Gehrke: Trump’s latest attempt to target minority groups jeopardizes the integrity of the census

Francisco Kjolseth | The Salt Lake Tribune The Salt Lake Tribune staff portraits. Robert Gehrke.

In 2002, I remember sitting in the U.S. Supreme Court chamber listening to Tom Lee — now a member of Utah’s Supreme Court — nimbly arguing that Utah was deprived of a House seat because the 2000 census was flawed.

Statistical models added more residents in North Carolina than in Utah, and left Utah 80 people short of getting an extra seat in the House of Representatives. The Constitution and Congress, Lee said, demand the census be an actual count of people living in the United States, not statistical projections.

It was a compelling argument, but ultimately one that fell flat and the justices ruled 8-1 that the executive branch has discretion in how to conduct the census. Utah lost, and should have, but with statistical modeling, the count was more accurate.

Now President Donald Trump is using that same flexibility in a way that will just as certainly result in a much less accurate census.

This week, the Trump administration said it would include a question asking if respondents are citizens.

It’s something that hasn’t been done for nearly 70 years, under both Democratic and Republican administrations.

The decision comes against the backdrop of justifiable fear in the immigrant community — through deportation sweeps, a travel ban targeting specific countries, the president’s condemnation of undocumented immigrant communities and his decision to rescind the Deferred Action for Childhood Arrivals program, exposing hundreds of thousands to potential deportation.

You can’t blame those immigrants, then, if they would refuse to answer the question or participate in the census altogether.

Former directors of the Census Bureau, who worked under both Republican and Democratic administrations, have warned in a letter obtained by The Washington Post that including the question could jeopardize the accuracy of the entire census.

“We strongly believe that adding an untested question on citizenship status at this late point in the decennial planning process would put the accuracy of the enumeration and success of the census in all communities at grave risk,” the former Census Bureau chiefs wrote.

Career officials at the Census Bureau also recommended not including the question, but Commerce Secretary Wilbur Ross ignored that advice and overruled them.

There’s an argument to be made that undocumented immigrants are not entitled to benefits from the federal government, things like Medicaid or food stamps, nor are they able to vote, and therefore we need to identify their numbers and remove them from the funding formulas that draw on census information.

But that’s not entirely true. Interstates, for example, don’t care about the legal status of people driving on them and neither do the federal funds used to help build the roads. The same is true of emergency rooms that are required to treat people regardless of status and receive federal support.

And schools are perhaps the best example. Does a student whose parents brought him into this country cost less to educate than a student born here, or even a student whose parents are undocumented but was born here and, therefore, is a citizen who by any argument should be counted?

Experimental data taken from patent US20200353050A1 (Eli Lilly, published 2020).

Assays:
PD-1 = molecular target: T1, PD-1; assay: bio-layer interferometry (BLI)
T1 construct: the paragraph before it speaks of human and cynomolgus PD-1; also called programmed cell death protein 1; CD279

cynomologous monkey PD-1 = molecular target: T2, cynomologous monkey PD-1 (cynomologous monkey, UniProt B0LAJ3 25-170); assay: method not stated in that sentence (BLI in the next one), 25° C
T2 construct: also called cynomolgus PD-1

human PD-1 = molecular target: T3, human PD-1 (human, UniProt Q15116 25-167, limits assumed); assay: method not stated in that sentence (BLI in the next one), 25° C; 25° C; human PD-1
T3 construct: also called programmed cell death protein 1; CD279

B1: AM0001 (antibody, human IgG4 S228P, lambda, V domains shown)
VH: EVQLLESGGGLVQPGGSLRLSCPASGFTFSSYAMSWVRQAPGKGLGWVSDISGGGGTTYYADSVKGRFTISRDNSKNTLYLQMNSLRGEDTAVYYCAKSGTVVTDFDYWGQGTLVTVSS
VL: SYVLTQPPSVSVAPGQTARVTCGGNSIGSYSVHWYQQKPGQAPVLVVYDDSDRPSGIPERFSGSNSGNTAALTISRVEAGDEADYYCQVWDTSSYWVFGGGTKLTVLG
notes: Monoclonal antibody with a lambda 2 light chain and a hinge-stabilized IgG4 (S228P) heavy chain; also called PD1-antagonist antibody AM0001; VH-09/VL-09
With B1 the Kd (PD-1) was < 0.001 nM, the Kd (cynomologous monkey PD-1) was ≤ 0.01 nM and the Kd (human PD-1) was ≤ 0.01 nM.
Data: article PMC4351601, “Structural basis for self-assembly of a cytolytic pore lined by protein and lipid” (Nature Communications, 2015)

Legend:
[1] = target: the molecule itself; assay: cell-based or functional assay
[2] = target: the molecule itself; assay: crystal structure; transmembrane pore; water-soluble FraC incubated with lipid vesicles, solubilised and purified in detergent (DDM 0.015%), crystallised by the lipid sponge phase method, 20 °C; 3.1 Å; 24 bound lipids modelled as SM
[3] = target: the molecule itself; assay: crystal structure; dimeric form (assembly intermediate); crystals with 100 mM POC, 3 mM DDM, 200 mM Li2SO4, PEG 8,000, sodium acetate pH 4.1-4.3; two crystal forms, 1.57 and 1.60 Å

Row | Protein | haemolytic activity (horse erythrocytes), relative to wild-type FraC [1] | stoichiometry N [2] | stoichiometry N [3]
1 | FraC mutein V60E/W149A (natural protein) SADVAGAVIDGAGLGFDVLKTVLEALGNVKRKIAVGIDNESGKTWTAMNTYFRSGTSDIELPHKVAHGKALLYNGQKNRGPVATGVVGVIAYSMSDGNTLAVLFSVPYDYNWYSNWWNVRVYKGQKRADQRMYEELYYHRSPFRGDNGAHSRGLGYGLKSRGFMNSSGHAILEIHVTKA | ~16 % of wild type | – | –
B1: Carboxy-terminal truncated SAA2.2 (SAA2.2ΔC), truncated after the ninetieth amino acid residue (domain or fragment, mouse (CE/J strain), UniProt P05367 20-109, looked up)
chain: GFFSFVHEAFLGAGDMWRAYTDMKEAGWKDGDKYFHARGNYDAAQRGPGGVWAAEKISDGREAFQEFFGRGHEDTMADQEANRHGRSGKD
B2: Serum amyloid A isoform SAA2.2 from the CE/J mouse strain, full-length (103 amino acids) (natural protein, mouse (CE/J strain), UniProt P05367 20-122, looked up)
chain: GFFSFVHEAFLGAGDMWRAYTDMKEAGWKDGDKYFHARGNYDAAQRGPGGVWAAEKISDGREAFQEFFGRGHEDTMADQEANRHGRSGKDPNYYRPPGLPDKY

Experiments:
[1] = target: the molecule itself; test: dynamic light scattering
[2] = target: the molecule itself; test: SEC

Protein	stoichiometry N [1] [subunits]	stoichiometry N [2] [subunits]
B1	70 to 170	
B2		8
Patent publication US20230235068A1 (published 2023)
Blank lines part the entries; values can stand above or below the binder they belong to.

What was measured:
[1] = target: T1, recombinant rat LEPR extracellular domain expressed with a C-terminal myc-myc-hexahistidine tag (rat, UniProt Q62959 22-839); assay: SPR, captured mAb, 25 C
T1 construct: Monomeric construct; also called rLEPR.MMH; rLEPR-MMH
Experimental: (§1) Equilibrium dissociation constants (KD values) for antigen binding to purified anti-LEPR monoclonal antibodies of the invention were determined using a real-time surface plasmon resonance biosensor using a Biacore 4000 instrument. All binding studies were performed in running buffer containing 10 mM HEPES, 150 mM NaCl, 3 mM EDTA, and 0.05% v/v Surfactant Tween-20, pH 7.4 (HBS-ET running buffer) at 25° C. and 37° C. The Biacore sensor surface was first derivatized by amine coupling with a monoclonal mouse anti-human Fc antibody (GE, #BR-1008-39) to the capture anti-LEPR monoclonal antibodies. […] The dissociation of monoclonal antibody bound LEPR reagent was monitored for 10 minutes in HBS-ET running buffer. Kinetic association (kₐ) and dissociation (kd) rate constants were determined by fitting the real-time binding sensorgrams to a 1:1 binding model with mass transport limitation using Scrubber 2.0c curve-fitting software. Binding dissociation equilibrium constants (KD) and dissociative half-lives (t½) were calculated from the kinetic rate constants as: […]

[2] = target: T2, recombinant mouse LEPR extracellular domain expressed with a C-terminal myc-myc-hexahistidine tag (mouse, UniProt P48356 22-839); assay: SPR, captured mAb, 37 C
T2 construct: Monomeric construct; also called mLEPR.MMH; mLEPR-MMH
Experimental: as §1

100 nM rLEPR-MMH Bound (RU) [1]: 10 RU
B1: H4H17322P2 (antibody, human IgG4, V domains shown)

Trump’s Justice Department says they need citizenship status to enforce the Voting Rights Act — something the department hasn’t seemed to be too interested in so far.

But it turns out the Census Bureau already has the data on how many non-citizens live in the United States, information it has been gathering for decades on another questionnaire, the American Communities Survey, and then extrapolating to the whole population.

So what’s really going on here?

It’s pretty apparent that Trump is once again trying to instill fear in the immigrant community and fuel the hatred some in his base have for anyone perceived to be foreign.

There’s a bonus, in that depressing the responses from already undercounted minority populations would mean Democrat-leaning states like California would receive fewer of the federal dollars that are allocated based on population formulas.

But more than that, it’s about politics, specifically, control of the House.

It already looks like Republicans are going to take a beating in the upcoming midterm elections and could suffer another major setback if the Supreme Court rules Republican gerrymanders in several states are unconstitutional.

If Trump can game the census to undercount immigrant communities it may shift seats from urban, Democratic areas to white conservative states, potentially tipping the balance of power in Republican’s favor.

California has already said it will sue over the question and other states are almost certain to join. It’s also possible that, if Democrats take control of Congress, they could pass a law forcing the removal of the question, but that seems unlikely.

All of this cuts against what the census is supposed to be. The founders required in the Constitution that the census count the “respective numbers” of people in the states each 10 years. The Fourteenth Amendment required apportionment of seats by “counting the whole number of persons in each State.”

It doesn’t make mention of citizenship because the goal was to count people. Rigging the count, whether out of malice or partisan gain, is a cynical ploy and undermines the entire purpose of the exercise.